Individuals in the Kitsap area are thinking about the future of their assets. Of course, many will leave their wealth to their children. However, another wonderful way to leave assets to future generations is through charitable giving.
According to Carol Kowalski, a member of the Leave 10 Community Outreach Committee, much of Kitsap County includes older individuals. A 2017 “Kitsap Area Transfer of Wealth” study projected that there would be 70,000 citizens over the age of 60 in 2020. The study also estimated that $12 billion of the $93.6 billion in Kitsap County would be reallocated to the next generation through wills and estates.
“As baby boomers pass, (their wealth) moves to their heirs,” says Stephanie George, interim president and CEO of the Kitsap Community Foundation. “There is an opportunity in this transfer to invest in the community, and this represents a tremendous amount of potential for community investment, for public sector benefit, that we’ve never really thought formally about before.”
With the Leave 10 Kitsap movement, Kitsap County residents can invest their final assets into the community. Leave 10 Kitsap is a charity cooperation dedicated to the concept of people leaving at least 10 percent of their wealth to charitable organizations. Organizations throughout Kitsap have come together to benefit the community with this concept. The “Kitsap Area Transfer of Wealth” study shows that with the projected 10 percent of wealth from wills and estates, $1.2 billion would be raised. Additionally, if this were invested, $70 million could be given in grants each year.
Kowalski calls the Leave 10 Kitsap movement “a way for local Kitsap residents to reflect and commit to making a lasting impact in our local community through the nonprofit sector while sharing their values” and says that “all these tools create sustainability for a healthier community.” Individuals can invest in the organizations they love, even after they’re gone.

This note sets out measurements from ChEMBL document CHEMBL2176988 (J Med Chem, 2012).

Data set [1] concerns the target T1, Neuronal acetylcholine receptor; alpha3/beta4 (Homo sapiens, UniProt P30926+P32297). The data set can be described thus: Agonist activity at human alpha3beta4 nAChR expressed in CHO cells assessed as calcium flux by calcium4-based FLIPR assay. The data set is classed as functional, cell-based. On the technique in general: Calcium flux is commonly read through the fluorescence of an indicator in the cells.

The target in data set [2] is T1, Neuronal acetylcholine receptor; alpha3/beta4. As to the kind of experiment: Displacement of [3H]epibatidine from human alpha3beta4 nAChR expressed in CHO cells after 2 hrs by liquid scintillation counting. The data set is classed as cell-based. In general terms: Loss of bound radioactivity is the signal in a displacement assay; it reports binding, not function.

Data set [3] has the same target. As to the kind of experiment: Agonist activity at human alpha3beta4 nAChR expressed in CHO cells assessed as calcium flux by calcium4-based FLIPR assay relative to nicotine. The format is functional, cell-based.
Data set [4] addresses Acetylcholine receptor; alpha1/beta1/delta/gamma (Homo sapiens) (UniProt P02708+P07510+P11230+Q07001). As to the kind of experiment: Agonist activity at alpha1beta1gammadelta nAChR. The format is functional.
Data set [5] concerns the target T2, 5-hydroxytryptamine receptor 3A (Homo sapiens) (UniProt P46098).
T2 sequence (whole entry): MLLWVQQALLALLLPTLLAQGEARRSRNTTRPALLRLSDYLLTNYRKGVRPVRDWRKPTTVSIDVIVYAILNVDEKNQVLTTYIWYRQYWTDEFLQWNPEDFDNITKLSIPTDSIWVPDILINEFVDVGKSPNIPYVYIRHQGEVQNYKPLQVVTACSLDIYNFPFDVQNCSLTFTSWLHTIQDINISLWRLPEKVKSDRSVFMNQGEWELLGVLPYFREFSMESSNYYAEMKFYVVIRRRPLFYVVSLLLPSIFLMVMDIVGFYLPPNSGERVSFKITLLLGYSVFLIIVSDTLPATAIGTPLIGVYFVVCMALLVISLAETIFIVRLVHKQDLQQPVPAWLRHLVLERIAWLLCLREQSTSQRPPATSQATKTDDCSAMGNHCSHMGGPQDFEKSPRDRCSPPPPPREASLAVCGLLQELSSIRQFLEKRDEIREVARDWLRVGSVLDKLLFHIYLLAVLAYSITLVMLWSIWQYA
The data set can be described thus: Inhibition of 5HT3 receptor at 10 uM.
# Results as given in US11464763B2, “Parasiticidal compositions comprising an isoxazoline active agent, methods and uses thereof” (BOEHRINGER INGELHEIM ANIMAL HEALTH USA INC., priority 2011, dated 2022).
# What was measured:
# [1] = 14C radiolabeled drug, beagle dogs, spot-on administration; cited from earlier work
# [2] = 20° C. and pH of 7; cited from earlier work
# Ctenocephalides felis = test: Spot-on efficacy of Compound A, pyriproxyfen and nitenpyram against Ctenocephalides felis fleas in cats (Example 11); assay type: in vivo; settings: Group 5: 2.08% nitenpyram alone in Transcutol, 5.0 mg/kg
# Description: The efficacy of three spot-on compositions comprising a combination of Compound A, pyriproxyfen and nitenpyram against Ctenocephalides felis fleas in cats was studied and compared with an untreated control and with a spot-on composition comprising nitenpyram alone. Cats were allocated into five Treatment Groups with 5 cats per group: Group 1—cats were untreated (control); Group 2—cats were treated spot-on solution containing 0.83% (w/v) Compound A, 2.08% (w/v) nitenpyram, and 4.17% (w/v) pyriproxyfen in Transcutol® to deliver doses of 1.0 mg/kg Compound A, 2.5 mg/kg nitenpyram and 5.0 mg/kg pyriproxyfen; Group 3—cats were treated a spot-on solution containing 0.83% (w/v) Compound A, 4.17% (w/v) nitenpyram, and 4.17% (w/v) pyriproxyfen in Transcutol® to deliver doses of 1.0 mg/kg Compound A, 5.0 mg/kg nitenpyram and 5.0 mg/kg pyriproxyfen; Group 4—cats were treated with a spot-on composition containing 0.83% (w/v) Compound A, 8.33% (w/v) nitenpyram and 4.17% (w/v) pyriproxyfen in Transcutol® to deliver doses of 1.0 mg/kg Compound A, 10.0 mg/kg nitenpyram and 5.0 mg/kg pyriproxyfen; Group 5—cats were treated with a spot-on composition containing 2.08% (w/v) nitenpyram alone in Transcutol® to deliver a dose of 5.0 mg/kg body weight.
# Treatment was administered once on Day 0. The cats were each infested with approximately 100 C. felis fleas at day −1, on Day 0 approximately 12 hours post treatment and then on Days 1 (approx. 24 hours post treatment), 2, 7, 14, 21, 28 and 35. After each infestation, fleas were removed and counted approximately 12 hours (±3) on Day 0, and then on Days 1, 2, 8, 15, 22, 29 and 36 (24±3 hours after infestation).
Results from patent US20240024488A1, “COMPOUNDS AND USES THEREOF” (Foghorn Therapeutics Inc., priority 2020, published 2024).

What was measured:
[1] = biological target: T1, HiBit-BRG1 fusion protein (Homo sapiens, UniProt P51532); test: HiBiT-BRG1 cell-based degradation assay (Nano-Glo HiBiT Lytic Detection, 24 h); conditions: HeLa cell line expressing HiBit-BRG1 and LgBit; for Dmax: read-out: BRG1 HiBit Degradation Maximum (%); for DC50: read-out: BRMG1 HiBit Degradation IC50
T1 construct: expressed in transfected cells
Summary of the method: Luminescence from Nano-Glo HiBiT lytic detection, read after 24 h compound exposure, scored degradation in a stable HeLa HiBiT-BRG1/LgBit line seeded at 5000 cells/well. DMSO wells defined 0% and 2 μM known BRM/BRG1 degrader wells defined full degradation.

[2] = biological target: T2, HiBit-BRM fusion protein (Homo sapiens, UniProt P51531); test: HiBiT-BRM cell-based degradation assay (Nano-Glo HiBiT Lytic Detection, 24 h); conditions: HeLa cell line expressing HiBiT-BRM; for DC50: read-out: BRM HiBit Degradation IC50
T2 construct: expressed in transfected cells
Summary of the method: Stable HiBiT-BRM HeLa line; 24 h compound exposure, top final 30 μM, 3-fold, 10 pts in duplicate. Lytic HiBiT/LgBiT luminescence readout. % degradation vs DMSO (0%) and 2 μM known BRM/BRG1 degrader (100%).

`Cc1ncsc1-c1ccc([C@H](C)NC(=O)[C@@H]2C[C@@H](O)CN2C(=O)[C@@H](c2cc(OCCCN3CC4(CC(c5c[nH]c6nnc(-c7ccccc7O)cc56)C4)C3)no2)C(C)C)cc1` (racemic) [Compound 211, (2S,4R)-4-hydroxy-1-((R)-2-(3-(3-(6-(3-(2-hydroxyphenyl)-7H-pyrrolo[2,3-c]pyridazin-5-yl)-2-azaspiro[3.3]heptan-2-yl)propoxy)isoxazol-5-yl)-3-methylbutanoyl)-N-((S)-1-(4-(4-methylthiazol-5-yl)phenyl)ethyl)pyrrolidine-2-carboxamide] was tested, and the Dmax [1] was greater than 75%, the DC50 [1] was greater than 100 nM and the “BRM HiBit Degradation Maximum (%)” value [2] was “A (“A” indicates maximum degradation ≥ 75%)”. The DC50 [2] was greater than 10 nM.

Dorothea Lintz, who lived in Port Orchard for around 50 years, is a great example of this concept. Lintz spent years working in charitable organizations. Similar to Leave 10 Kitsap, Lintz ensured that her wealth will go to a worthy cause.
Lintz was on the board of the Dispute Resolution Center, Kitsap Immigrant Assistance Center and the Kitsap Community Foundation. In addition to her leadership work, she donated financially to charity through a Charitable Remainder Unit Trust.
“That’s where you take some funds that you have or property that you have,” she explains. “It’s structured so that … unless the market does something really bad, whatever you put in in value should still be there when you pass away. Then, that money goes to a charity or charities.”
They have helped a range of charities, from religiously based groups to individuals (such as sponsoring a young woman’s college education). Even now, they take the time to volunteer at a food bank. “Philosophically, we believe that it’s our responsibility to give to the community,” Swartling explains.
In addition to their past and current charitable work, the Swartlings are prepared for future charity.
“We have a will, and it’s more than 10 percent of our estate that is going to go to charitable organizations,” Swartling says. Even when they are unable to personally volunteer with the organizations that they love, the couple will still be able to provide financial support to these wonderful groups.
Like the work of Lintz and the Swartlings, the Leave 10 Kitsap movement provides a way to benefit the future of the community. “This is an opportunity that everyone has,” George says. Anyone can offer a charitable donation, leave part of their wealth to the community and invest in the organizations that are important to them.
“Everybody has something,” Kowalski says. “Everybody has a way that you can give $1. There’s a way to do it.” Anyone can belong to the Leave 10 Kitsap movement.